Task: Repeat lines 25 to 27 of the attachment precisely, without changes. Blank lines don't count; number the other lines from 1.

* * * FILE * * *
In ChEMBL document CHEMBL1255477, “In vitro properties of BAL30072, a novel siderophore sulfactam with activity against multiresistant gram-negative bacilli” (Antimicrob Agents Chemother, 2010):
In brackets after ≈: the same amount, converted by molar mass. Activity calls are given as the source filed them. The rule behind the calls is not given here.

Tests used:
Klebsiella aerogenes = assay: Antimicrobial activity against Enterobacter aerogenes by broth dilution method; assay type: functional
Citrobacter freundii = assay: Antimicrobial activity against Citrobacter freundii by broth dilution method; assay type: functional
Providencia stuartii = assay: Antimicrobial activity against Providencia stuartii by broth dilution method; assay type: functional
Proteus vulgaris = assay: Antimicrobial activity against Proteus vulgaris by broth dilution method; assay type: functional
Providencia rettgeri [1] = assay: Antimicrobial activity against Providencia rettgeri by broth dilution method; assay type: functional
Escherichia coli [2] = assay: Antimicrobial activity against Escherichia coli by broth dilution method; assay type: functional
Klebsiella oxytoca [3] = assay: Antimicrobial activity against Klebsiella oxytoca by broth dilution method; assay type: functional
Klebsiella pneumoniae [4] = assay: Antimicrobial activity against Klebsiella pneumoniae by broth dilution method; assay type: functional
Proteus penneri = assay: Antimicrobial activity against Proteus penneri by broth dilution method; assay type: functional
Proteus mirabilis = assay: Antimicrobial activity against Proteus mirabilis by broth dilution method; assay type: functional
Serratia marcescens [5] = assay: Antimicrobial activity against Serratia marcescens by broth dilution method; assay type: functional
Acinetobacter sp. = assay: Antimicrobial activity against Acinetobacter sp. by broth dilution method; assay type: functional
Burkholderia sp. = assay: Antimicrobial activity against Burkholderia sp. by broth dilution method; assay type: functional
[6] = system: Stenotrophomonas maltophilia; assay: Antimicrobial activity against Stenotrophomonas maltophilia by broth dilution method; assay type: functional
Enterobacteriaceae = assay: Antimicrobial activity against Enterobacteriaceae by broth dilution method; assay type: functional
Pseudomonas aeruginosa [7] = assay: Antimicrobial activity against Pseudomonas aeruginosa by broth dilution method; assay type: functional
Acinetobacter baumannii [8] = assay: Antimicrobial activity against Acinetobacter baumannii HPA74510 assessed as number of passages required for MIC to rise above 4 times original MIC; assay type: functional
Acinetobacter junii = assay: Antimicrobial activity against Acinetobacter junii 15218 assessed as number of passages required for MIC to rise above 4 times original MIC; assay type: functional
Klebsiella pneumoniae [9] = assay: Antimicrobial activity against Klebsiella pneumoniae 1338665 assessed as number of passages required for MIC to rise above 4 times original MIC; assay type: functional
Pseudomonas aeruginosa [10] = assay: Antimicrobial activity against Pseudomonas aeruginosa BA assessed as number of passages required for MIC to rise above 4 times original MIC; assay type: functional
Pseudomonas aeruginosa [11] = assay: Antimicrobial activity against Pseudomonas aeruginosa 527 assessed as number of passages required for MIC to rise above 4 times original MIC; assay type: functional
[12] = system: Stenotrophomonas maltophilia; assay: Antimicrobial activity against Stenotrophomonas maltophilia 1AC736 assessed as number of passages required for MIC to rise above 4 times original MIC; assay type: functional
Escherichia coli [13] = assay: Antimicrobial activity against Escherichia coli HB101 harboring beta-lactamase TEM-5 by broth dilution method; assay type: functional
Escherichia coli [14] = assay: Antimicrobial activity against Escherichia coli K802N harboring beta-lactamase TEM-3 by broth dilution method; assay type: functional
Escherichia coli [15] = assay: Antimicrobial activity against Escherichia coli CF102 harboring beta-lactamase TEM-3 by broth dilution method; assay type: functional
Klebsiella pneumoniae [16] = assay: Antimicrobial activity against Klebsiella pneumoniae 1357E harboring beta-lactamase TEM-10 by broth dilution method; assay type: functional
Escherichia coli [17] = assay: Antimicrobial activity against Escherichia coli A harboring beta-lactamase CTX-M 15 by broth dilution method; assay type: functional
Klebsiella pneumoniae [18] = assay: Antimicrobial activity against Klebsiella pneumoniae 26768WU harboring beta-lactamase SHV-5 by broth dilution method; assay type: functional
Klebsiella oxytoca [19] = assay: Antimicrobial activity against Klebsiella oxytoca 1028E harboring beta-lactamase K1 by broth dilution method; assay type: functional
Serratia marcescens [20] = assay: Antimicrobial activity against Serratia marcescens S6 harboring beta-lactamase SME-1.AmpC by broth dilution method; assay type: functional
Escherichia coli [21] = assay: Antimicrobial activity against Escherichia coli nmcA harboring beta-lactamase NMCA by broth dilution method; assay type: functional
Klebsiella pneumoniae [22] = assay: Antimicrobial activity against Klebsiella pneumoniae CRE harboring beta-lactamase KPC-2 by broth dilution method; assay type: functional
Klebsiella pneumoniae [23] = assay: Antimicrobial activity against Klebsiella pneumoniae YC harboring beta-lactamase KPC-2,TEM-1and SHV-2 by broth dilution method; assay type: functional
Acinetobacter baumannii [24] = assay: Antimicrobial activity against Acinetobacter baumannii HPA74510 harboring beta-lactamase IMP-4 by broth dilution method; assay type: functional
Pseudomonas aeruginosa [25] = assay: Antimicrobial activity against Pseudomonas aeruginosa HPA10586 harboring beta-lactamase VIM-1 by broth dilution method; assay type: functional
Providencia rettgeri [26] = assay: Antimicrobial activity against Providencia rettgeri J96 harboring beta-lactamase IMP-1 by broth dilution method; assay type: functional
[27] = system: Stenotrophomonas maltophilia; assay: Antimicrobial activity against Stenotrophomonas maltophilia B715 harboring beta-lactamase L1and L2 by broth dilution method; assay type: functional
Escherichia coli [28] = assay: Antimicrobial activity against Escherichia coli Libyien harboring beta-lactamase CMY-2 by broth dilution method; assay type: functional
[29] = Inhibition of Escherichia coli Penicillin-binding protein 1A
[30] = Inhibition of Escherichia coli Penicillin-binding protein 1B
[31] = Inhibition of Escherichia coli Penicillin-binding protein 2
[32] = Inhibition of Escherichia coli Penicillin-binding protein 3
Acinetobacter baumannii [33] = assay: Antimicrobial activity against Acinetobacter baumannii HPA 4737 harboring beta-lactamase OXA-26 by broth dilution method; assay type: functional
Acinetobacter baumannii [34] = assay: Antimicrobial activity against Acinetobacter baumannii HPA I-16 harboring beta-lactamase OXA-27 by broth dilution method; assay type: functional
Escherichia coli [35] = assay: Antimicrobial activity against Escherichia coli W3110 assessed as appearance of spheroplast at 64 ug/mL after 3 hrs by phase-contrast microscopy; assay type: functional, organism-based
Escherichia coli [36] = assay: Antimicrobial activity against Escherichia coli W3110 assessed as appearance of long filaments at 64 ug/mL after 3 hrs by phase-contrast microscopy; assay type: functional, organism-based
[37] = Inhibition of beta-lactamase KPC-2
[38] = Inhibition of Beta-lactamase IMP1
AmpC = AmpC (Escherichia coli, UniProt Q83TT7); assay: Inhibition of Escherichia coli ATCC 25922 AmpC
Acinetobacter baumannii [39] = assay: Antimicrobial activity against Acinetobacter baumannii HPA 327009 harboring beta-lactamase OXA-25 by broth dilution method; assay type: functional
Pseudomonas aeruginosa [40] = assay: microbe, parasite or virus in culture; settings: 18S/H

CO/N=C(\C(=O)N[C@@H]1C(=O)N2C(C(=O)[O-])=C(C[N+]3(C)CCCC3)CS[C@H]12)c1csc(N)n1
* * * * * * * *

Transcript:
[12] = system: Stenotrophomonas maltophilia; assay: Antimicrobial activity against Stenotrophomonas maltophilia 1AC736 assessed as number of passages required for MIC to rise above 4 times original MIC; assay type: functional
Escherichia coli [13] = assay: Antimicrobial activity against Escherichia coli HB101 harboring beta-lactamase TEM-5 by broth dilution method; assay type: functional
Escherichia coli [14] = assay: Antimicrobial activity against Escherichia coli K802N harboring beta-lactamase TEM-3 by broth dilution method; assay type: functional